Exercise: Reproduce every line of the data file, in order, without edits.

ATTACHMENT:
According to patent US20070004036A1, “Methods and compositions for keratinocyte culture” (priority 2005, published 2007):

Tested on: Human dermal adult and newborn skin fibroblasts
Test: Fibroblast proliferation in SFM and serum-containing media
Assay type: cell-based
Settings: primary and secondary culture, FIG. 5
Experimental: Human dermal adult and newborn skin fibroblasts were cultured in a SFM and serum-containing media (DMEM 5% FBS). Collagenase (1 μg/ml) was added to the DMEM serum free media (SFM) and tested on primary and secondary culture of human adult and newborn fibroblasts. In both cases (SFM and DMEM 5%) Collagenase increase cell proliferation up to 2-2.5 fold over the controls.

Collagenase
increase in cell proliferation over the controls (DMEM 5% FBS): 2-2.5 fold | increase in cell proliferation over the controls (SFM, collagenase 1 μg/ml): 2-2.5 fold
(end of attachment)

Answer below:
According to patent US20070004036A1, “Methods and compositions for keratinocyte culture” (priority 2005, published 2007):

Tested on: Human dermal adult and newborn skin fibroblasts
Test: Fibroblast proliferation in SFM and serum-containing media
Assay type: cell-based
Settings: primary and secondary culture, FIG. 5
Experimental: Human dermal adult and newborn skin fibroblasts were cultured in a SFM and serum-containing media (DMEM 5% FBS). Collagenase (1 μg/ml) was added to the DMEM serum free media (SFM) and tested on primary and secondary culture of human adult and newborn fibroblasts. In both cases (SFM and DMEM 5%) Collagenase increase cell proliferation up to 2-2.5 fold over the controls.

Collagenase
increase in cell proliferation over the controls (DMEM 5% FBS): 2-2.5 fold | increase in cell proliferation over the controls (SFM, collagenase 1 μg/ml): 2-2.5 fold